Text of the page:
There’s a lot out there detailing various approaches to rust. I knew this press had been neglected when I found it. However, the racks and rails weren’t pitted, and the gripper bar was surprisingly pristine despite its location. When I first found the press and shared pictures with a few experts and mentors, they mentioned that it looked like “dry rust” (though I didn’t know there were different species of the stuff). Believe it or not, there was a single 5×20 piece of wood furniture on the bed, along with the head-bar. I picked up both, and the bed was nearly spotless and rust-free beneath. So, as I’ve said throughout, the cost of the press–moving it–is worth the restoration effort.
After the first pass on the press, removing a bunch of gunk with some Simple Green and a Scotch Pad, I gently scraped as much scale as possible from the bed of the press, and chose to treat this condition in increments. The Simple Green and Scotch pad (plus a good bit of elbow grease) removed a bit of the rust. Next step: dousing the bed with penetrating oil to loosen the last remaining scale and lift any stubborn particulate. This had the added benefit of reducing dust.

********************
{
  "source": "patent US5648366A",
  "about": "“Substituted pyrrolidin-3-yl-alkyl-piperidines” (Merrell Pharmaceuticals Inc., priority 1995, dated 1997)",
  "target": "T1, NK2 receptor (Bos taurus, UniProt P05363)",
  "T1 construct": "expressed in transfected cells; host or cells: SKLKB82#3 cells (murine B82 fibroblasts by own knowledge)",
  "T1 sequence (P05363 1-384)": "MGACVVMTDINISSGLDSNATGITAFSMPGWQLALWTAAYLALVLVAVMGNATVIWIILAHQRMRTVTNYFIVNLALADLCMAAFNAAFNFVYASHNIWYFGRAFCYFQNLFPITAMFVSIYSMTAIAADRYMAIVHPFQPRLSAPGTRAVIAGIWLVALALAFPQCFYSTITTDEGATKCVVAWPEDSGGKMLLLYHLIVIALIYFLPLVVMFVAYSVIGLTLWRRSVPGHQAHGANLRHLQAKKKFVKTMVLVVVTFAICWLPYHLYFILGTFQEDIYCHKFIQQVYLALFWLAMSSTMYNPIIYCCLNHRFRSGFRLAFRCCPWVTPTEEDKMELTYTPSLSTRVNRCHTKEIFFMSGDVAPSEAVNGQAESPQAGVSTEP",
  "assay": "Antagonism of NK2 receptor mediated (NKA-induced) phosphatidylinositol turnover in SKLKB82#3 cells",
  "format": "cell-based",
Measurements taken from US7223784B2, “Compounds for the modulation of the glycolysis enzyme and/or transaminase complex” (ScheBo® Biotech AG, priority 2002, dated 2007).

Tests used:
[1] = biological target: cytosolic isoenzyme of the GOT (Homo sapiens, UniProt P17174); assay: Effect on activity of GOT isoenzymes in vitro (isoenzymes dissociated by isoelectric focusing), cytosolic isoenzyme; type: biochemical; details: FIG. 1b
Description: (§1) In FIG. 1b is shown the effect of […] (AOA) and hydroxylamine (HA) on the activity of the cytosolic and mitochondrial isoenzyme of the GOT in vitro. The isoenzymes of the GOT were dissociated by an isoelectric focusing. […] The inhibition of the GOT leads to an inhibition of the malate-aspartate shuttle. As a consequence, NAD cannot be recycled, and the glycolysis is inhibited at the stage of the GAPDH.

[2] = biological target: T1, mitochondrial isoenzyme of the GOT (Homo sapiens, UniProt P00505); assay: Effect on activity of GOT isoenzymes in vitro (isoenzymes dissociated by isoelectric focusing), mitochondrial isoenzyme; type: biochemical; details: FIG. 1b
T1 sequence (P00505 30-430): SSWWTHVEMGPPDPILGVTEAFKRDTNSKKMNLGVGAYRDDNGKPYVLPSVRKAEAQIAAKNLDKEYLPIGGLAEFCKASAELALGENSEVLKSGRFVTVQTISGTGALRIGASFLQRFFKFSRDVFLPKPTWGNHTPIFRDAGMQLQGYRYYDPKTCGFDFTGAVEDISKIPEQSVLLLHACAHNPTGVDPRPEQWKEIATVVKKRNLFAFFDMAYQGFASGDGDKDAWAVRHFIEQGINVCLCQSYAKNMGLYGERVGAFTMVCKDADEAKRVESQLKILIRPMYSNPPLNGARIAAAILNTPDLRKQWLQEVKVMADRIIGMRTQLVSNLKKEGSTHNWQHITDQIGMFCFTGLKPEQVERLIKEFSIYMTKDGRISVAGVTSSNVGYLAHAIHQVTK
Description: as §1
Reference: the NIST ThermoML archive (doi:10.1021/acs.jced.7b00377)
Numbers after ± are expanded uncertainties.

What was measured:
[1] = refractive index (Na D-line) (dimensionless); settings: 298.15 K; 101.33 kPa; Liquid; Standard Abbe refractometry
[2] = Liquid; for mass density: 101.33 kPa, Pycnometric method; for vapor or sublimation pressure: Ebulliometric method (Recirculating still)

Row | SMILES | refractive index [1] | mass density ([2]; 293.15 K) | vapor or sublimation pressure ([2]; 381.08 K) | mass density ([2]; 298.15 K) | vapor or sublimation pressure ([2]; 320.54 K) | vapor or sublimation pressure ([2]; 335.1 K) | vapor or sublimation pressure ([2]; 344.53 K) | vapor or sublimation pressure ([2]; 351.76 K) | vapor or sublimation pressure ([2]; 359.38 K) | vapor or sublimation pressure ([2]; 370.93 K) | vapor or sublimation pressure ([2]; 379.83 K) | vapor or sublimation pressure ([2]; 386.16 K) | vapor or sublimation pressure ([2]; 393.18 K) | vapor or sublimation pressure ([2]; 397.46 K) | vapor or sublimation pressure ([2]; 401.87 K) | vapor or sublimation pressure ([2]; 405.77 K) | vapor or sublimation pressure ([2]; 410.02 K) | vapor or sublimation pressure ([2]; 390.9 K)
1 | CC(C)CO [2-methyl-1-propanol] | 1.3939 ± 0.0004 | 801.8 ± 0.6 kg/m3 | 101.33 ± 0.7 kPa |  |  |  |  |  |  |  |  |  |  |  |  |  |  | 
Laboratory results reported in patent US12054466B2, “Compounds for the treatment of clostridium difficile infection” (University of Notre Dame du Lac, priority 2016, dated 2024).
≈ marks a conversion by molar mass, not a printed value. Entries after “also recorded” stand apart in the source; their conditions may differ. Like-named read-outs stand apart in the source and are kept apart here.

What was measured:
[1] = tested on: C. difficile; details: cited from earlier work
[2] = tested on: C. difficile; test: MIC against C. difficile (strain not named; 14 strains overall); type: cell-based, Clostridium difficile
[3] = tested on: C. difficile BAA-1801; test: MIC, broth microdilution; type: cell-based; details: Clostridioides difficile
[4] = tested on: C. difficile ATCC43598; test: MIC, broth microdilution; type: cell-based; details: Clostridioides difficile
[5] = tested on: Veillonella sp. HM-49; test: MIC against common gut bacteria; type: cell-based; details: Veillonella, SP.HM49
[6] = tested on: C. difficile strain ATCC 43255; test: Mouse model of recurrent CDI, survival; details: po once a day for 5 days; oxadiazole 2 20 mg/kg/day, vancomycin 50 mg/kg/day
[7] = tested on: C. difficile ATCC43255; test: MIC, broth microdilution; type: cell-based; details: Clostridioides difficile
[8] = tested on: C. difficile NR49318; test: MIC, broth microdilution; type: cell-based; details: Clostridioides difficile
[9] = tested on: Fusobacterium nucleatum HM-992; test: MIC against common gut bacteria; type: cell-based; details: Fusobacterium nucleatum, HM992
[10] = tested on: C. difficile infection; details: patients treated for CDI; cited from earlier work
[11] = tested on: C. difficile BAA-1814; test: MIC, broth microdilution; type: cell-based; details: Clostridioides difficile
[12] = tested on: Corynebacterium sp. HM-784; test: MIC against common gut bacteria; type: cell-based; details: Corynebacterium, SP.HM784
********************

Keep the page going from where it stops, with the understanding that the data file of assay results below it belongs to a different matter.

More Scotch-Padding, following by some very fine steel wool application. I haven’t used a wire wheel, and don’t plan to. I imagine this would speed the process, but I’m not as comfortable with this as I am with the comparative “gentleness” enforced by my own human limitations. I followed with an application of a citrus shop soap. Some in the letterpress community are advocates of citrus/vinegar rust removal, and Gojo has a citrus base.
After several hours, I moved on to light application of dilute Naval Jelly (a few teaspoons diluted in about half a cup of water, applied with a sponge). I noticed immediately how powerful Naval Jelly is–and was glad for my caution–when a dollop (technical term) of the full-strength stuff landed on a patch of rust, and within a few minutes wiped clean to the silver. I’m not interested in removing stable metal, of course, so this is a slow and careful application with Scotch Pad, removed before the manufacturer-recommended time-limit, and cleaned between applications so I can gauge progress. But, progress it is–here’s a bit of clean silver peeking out:
I did two applications of Naval Jelly, and wiped clean completely with Simple Green between applications. The above is the second of those two applications. Leaving the press overnight, I reapplied a thin coat of penetrating oil so as not to rust behind myself. When the rust removal is complete, I plan to follow the suggestion of some and apply a thin coat of Johnson’s Paste Wax. Word is, this might be an annual application at most. Worth it, I think, if it keeps my elbows from tracing those circles again…